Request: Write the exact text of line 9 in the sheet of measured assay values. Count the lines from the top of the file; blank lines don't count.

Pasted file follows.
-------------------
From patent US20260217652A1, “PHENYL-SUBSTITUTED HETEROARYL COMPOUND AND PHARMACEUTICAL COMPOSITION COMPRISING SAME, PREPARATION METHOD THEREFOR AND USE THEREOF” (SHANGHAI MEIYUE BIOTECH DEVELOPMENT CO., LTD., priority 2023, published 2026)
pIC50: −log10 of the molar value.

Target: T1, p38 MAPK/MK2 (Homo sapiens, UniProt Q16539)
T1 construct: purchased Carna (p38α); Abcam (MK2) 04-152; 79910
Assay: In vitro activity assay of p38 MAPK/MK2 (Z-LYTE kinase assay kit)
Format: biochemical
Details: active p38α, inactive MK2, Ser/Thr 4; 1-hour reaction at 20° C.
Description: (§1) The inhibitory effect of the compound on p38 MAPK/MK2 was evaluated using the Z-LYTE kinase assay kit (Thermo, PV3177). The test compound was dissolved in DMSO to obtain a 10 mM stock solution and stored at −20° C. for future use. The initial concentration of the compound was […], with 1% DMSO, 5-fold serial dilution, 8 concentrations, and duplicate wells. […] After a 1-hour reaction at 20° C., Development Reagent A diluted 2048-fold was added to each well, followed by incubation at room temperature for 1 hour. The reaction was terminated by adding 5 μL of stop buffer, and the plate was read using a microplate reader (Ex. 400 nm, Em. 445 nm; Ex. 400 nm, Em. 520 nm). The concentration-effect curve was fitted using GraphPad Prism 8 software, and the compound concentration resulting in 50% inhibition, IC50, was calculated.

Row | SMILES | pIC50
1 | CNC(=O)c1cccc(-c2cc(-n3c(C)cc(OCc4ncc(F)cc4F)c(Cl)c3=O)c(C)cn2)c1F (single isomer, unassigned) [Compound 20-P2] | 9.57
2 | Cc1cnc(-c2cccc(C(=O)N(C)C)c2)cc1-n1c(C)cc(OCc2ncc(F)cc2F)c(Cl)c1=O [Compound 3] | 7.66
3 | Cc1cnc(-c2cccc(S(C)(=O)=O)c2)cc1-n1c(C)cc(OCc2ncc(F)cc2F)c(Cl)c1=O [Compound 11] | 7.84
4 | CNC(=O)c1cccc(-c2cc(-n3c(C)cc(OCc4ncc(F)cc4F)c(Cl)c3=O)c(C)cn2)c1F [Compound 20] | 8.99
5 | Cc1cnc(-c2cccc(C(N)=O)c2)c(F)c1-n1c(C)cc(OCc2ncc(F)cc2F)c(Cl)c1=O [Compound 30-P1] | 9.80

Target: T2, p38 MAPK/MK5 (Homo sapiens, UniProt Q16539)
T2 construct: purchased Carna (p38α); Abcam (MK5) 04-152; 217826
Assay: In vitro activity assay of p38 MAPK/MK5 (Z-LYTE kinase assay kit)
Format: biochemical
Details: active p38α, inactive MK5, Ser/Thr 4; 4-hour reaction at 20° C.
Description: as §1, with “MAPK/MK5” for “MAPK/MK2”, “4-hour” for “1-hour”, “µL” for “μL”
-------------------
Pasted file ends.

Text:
Row | SMILES | pIC50